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By mid-afternoon in New York, crude oil futures had fallen 2% to around $105 per barrel. The price was pressured earlier in the day by the results of the latest purchasing managers survey for the Chinese manufacturing sector.
HSBC/Markit announced that the ‘flash’ (that is, preliminary) estimate for July was 47.7, down from June’s final reading of 48.2. This is the third month in a row in which Chinese manufacturing has come in below the 50-mark that divides expansion from contraction and this latest reading marks an 11-month low. This has created worries that China may be facing a precipitous slowdown. Such a scenario would almost certainly depress oil demand, as China has the second largest economy in the world.
The real slide in oil prices occurred after the release of the Energy Information Administration’s (EIA) weekly petroleum status report though. Data in the report showed that crude oil inventories fell by 2.83 million barrels, a slightly bigger draw than had been anticipated. Initially this supported the price of oil, with the price moving back towards $107 in the immediate aftermath of the report’s release, but eventually attention switched to the rising level of domestic oil production.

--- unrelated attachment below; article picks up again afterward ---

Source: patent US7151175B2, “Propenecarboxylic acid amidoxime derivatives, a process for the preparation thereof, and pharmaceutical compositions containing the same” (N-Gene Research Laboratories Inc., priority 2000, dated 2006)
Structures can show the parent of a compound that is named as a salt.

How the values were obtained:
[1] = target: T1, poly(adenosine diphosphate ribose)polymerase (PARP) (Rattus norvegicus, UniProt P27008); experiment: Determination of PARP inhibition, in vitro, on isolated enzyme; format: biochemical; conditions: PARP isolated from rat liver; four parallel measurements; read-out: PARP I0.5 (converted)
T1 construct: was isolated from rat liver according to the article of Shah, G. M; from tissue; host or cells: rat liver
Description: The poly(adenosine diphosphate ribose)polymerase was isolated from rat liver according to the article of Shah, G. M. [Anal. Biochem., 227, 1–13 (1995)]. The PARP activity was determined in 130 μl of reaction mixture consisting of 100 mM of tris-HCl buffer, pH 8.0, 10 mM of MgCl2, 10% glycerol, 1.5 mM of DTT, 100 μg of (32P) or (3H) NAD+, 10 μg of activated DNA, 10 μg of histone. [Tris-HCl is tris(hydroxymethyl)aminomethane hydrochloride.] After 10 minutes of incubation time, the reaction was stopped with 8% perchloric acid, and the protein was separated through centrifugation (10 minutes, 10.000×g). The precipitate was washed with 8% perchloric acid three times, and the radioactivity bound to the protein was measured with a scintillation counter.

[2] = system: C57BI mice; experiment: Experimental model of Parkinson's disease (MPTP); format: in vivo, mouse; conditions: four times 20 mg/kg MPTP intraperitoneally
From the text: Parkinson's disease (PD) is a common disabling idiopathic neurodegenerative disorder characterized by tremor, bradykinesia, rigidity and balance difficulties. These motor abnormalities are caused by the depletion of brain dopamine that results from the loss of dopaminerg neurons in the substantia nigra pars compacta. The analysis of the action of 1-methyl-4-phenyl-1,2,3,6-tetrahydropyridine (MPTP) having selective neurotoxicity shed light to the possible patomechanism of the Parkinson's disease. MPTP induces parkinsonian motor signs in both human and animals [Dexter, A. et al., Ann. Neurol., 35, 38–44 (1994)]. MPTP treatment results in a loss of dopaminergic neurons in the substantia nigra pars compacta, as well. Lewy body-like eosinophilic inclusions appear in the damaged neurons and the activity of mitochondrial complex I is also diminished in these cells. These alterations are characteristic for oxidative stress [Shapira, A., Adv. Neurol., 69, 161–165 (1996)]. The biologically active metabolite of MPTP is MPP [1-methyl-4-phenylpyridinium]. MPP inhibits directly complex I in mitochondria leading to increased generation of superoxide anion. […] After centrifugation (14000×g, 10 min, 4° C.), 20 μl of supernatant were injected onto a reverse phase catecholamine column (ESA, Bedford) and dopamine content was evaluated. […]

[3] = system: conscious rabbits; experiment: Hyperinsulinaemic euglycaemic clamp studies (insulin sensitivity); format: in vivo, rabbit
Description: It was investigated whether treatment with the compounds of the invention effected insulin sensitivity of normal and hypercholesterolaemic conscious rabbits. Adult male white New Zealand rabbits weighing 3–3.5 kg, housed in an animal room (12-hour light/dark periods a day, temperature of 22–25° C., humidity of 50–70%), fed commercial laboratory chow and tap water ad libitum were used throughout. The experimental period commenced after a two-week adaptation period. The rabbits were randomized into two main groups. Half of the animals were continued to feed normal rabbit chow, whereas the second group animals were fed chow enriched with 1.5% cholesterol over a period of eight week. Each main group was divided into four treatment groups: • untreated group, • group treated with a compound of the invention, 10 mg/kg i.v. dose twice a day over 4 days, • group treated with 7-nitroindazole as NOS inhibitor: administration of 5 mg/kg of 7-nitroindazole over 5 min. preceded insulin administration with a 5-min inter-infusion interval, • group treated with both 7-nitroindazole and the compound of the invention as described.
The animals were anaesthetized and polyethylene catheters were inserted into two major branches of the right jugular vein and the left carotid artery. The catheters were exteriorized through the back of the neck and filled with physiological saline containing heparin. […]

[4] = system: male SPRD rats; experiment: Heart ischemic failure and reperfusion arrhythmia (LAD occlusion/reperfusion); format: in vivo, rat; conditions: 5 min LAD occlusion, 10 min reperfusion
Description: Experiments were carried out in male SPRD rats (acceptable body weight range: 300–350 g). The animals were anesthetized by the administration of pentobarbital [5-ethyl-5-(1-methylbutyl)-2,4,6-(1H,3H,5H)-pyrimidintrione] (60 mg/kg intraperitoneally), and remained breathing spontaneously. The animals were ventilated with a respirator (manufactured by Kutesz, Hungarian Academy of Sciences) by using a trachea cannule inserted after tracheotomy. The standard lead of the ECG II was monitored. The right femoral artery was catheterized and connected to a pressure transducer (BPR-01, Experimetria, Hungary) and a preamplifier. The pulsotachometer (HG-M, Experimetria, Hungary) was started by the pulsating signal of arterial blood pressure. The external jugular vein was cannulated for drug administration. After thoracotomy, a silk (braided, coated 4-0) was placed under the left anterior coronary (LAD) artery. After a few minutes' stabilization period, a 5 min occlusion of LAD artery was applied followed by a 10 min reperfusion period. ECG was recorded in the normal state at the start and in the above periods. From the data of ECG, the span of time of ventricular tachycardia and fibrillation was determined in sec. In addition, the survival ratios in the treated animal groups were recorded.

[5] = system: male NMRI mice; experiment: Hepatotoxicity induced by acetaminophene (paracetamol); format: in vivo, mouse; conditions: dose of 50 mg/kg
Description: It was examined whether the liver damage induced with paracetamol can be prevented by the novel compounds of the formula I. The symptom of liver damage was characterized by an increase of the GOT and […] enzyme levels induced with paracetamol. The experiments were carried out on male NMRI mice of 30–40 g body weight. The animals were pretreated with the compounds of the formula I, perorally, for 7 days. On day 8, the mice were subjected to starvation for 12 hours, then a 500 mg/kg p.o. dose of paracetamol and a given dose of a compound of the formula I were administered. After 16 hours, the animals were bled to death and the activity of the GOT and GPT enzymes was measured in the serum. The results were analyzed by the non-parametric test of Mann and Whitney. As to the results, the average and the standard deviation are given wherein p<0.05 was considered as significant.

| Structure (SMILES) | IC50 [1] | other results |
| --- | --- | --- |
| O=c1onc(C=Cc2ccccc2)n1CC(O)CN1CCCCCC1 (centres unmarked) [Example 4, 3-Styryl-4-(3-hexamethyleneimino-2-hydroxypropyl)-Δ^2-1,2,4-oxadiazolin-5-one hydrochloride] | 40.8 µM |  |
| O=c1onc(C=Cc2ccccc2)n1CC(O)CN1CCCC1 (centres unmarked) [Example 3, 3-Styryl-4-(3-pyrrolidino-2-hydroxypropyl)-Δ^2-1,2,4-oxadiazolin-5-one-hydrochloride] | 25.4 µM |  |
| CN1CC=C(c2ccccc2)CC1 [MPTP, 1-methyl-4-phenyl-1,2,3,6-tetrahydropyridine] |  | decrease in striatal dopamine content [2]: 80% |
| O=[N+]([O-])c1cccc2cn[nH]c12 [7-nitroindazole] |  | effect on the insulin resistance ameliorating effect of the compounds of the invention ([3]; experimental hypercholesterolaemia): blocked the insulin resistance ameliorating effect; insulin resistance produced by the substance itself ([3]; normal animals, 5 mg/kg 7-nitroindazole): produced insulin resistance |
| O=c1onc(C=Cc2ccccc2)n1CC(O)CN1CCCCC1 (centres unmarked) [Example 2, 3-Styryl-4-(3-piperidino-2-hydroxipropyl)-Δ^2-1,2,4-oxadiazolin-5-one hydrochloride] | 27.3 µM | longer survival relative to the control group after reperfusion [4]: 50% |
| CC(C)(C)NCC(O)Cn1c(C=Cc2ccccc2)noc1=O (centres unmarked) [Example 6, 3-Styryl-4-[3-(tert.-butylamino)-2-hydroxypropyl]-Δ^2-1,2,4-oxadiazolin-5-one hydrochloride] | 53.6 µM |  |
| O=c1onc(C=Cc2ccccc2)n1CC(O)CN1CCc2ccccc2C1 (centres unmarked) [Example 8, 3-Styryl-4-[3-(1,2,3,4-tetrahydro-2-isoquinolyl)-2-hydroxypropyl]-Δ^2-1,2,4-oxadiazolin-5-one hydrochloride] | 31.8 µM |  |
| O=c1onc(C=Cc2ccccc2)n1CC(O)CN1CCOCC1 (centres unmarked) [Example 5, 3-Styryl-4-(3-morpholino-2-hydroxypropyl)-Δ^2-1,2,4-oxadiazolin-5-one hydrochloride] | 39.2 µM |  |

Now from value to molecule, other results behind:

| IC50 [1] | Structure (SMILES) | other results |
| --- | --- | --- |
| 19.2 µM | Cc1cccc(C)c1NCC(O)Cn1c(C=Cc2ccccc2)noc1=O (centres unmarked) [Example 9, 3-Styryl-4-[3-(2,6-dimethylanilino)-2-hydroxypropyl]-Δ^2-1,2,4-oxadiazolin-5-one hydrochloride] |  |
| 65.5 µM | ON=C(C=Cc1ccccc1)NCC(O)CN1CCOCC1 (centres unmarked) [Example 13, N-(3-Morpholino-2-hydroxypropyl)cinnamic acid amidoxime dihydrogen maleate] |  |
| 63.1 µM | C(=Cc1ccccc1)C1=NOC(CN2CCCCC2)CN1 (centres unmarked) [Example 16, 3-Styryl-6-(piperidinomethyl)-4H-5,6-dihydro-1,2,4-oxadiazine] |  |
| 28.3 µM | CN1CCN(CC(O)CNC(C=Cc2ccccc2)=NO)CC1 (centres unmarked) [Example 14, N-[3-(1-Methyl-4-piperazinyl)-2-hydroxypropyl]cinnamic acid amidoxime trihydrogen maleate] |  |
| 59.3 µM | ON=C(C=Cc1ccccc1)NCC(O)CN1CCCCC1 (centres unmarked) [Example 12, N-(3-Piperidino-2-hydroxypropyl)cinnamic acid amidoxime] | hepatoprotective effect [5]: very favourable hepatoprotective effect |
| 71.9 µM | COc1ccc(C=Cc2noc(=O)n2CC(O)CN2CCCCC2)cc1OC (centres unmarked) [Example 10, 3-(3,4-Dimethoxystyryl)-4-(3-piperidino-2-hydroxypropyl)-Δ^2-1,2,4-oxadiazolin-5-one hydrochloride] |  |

The US output of crude last week was up 0.9% at 7.56 million barrels per day. This is the highest level seen since December 1990 and it was only on account of very high demand that the crude stockpile decreased. This is a good sign for the economy, but oil prices are at fairly high levels, and with capacity utilisation at refineries dropping 0.5% last week to 92.3%, it’s possible that we may have seen a peak in gasoline demand for this summer.
If demand does not stay this strong, and in the absence of any heightening in geo-political tensions, we would expect to see crude inventories start to rise given the high level of crude output. With crude supplies at historically high levels already, the price of crude could be facing some headwind.